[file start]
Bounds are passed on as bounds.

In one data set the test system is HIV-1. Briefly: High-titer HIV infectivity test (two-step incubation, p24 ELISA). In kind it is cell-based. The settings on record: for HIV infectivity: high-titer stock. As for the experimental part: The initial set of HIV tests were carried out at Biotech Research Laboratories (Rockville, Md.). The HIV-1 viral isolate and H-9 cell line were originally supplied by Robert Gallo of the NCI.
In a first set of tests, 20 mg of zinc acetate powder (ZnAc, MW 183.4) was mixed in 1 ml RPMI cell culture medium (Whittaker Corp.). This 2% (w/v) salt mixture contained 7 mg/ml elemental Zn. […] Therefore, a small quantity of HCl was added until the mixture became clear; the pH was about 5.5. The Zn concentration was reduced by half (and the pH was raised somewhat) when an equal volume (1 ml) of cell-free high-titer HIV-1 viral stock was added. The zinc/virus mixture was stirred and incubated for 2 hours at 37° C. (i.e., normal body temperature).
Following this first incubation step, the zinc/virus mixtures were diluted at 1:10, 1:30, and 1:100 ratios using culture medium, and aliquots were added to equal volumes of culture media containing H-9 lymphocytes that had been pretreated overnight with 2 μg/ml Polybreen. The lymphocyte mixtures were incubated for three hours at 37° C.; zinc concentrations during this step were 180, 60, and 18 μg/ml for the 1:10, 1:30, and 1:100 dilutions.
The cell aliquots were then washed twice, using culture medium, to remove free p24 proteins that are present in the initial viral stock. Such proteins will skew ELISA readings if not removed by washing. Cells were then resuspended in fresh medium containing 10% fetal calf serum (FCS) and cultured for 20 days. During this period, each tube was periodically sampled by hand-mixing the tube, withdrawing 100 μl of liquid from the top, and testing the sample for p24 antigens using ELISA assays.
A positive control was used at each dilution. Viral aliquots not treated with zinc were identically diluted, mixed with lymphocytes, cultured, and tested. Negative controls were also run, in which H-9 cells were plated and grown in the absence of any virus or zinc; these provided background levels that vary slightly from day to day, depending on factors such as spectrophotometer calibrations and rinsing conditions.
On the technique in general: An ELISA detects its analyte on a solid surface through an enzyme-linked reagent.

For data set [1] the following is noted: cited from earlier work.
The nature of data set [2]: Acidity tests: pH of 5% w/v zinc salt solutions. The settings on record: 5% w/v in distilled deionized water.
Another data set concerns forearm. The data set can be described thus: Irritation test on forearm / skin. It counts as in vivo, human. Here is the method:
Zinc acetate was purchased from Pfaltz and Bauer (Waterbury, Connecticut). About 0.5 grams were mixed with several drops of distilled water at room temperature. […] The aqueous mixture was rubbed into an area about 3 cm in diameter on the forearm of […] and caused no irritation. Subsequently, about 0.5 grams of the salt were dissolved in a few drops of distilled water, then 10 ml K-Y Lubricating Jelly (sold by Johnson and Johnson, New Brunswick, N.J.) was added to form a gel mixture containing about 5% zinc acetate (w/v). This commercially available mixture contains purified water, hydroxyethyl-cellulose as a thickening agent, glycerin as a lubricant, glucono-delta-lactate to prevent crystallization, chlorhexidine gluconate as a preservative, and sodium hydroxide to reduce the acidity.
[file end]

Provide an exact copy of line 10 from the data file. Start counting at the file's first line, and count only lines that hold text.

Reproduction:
Another data set concerns forearm. The data set can be described thus: Irritation test on forearm / skin. It counts as in vivo, human. Here is the method: